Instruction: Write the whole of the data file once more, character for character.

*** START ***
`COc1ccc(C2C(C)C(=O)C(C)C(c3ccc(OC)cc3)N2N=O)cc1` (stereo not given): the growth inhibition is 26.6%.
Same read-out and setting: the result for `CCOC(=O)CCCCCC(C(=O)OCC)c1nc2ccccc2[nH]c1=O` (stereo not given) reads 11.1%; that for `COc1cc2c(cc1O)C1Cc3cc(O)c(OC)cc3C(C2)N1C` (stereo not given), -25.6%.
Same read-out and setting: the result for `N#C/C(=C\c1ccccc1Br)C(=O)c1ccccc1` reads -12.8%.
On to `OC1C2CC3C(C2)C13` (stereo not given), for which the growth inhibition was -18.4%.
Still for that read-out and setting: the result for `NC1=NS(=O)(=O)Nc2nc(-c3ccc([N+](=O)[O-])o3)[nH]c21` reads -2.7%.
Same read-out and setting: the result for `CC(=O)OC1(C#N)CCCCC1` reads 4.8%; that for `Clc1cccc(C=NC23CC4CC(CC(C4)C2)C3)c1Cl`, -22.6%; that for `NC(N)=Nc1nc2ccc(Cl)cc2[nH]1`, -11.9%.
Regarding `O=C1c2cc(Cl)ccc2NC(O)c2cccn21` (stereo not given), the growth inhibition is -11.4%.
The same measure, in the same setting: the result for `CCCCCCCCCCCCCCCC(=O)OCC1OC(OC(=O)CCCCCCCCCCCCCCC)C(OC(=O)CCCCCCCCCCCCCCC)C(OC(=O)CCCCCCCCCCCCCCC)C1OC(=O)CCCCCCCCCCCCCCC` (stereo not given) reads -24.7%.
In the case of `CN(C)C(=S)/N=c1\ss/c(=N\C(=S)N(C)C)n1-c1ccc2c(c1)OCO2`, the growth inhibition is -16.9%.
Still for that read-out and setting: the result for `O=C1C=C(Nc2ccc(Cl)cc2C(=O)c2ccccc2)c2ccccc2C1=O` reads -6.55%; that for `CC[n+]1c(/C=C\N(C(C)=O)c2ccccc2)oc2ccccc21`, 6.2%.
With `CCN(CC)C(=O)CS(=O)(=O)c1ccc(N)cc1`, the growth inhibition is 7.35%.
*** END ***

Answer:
`COc1ccc(C2C(C)C(=O)C(C)C(c3ccc(OC)cc3)N2N=O)cc1` (stereo not given): the growth inhibition is 26.6%.
Same read-out and setting: the result for `CCOC(=O)CCCCCC(C(=O)OCC)c1nc2ccccc2[nH]c1=O` (stereo not given) reads 11.1%; that for `COc1cc2c(cc1O)C1Cc3cc(O)c(OC)cc3C(C2)N1C` (stereo not given), -25.6%.
Same read-out and setting: the result for `N#C/C(=C\c1ccccc1Br)C(=O)c1ccccc1` reads -12.8%.
On to `OC1C2CC3C(C2)C13` (stereo not given), for which the growth inhibition was -18.4%.
Still for that read-out and setting: the result for `NC1=NS(=O)(=O)Nc2nc(-c3ccc([N+](=O)[O-])o3)[nH]c21` reads -2.7%.
Same read-out and setting: the result for `CC(=O)OC1(C#N)CCCCC1` reads 4.8%; that for `Clc1cccc(C=NC23CC4CC(CC(C4)C2)C3)c1Cl`, -22.6%; that for `NC(N)=Nc1nc2ccc(Cl)cc2[nH]1`, -11.9%.
Regarding `O=C1c2cc(Cl)ccc2NC(O)c2cccn21` (stereo not given), the growth inhibition is -11.4%.
The same measure, in the same setting: the result for `CCCCCCCCCCCCCCCC(=O)OCC1OC(OC(=O)CCCCCCCCCCCCCCC)C(OC(=O)CCCCCCCCCCCCCCC)C(OC(=O)CCCCCCCCCCCCCCC)C1OC(=O)CCCCCCCCCCCCCCC` (stereo not given) reads -24.7%.
In the case of `CN(C)C(=S)/N=c1\ss/c(=N\C(=S)N(C)C)n1-c1ccc2c(c1)OCO2`, the growth inhibition is -16.9%.
Still for that read-out and setting: the result for `O=C1C=C(Nc2ccc(Cl)cc2C(=O)c2ccccc2)c2ccccc2C1=O` reads -6.55%; that for `CC[n+]1c(/C=C\N(C(C)=O)c2ccccc2)oc2ccccc21`, 6.2%.
With `CCN(CC)C(=O)CS(=O)(=O)c1ccc(N)cc1`, the growth inhibition is 7.35%.